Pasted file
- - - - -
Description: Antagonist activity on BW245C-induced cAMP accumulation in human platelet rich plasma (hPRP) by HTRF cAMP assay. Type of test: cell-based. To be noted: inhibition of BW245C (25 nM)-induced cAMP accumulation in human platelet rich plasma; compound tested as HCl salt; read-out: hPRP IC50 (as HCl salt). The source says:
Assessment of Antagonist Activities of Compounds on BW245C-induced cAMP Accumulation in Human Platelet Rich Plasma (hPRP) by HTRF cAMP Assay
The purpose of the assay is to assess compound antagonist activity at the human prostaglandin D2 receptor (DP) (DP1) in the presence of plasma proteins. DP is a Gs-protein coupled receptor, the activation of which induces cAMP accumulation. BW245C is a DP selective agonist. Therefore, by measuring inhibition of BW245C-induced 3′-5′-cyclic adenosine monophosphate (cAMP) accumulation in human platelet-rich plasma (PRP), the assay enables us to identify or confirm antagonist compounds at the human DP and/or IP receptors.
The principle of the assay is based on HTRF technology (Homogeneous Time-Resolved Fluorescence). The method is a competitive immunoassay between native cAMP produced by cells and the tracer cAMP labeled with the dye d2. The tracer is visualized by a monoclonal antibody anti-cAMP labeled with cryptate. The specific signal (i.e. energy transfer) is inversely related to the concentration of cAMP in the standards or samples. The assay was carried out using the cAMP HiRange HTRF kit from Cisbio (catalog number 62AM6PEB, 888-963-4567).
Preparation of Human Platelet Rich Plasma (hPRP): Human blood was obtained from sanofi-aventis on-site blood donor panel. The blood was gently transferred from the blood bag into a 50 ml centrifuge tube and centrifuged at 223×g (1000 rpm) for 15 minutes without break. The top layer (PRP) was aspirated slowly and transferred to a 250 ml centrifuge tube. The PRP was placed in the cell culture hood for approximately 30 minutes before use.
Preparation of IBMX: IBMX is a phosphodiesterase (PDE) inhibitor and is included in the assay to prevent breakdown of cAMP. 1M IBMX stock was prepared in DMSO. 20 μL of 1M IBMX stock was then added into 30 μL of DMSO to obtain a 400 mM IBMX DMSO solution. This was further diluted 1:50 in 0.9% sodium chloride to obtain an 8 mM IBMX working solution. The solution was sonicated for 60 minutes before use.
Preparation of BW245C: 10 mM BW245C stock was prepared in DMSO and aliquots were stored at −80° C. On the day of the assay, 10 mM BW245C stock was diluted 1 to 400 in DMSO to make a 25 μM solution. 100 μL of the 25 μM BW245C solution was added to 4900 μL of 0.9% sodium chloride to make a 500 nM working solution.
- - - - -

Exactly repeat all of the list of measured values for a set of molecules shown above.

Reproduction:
Description: Antagonist activity on BW245C-induced cAMP accumulation in human platelet rich plasma (hPRP) by HTRF cAMP assay. Type of test: cell-based. To be noted: inhibition of BW245C (25 nM)-induced cAMP accumulation in human platelet rich plasma; compound tested as HCl salt; read-out: hPRP IC50 (as HCl salt). The source says:
Assessment of Antagonist Activities of Compounds on BW245C-induced cAMP Accumulation in Human Platelet Rich Plasma (hPRP) by HTRF cAMP Assay
The purpose of the assay is to assess compound antagonist activity at the human prostaglandin D2 receptor (DP) (DP1) in the presence of plasma proteins. DP is a Gs-protein coupled receptor, the activation of which induces cAMP accumulation. BW245C is a DP selective agonist. Therefore, by measuring inhibition of BW245C-induced 3′-5′-cyclic adenosine monophosphate (cAMP) accumulation in human platelet-rich plasma (PRP), the assay enables us to identify or confirm antagonist compounds at the human DP and/or IP receptors.
The principle of the assay is based on HTRF technology (Homogeneous Time-Resolved Fluorescence). The method is a competitive immunoassay between native cAMP produced by cells and the tracer cAMP labeled with the dye d2. The tracer is visualized by a monoclonal antibody anti-cAMP labeled with cryptate. The specific signal (i.e. energy transfer) is inversely related to the concentration of cAMP in the standards or samples. The assay was carried out using the cAMP HiRange HTRF kit from Cisbio (catalog number 62AM6PEB, 888-963-4567).
Preparation of Human Platelet Rich Plasma (hPRP): Human blood was obtained from sanofi-aventis on-site blood donor panel. The blood was gently transferred from the blood bag into a 50 ml centrifuge tube and centrifuged at 223×g (1000 rpm) for 15 minutes without break. The top layer (PRP) was aspirated slowly and transferred to a 250 ml centrifuge tube. The PRP was placed in the cell culture hood for approximately 30 minutes before use.
Preparation of IBMX: IBMX is a phosphodiesterase (PDE) inhibitor and is included in the assay to prevent breakdown of cAMP. 1M IBMX stock was prepared in DMSO. 20 μL of 1M IBMX stock was then added into 30 μL of DMSO to obtain a 400 mM IBMX DMSO solution. This was further diluted 1:50 in 0.9% sodium chloride to obtain an 8 mM IBMX working solution. The solution was sonicated for 60 minutes before use.
Preparation of BW245C: 10 mM BW245C stock was prepared in DMSO and aliquots were stored at −80° C. On the day of the assay, 10 mM BW245C stock was diluted 1 to 400 in DMSO to make a 25 μM solution. 100 μL of the 25 μM BW245C solution was added to 4900 μL of 0.9% sodium chloride to make a 500 nM working solution.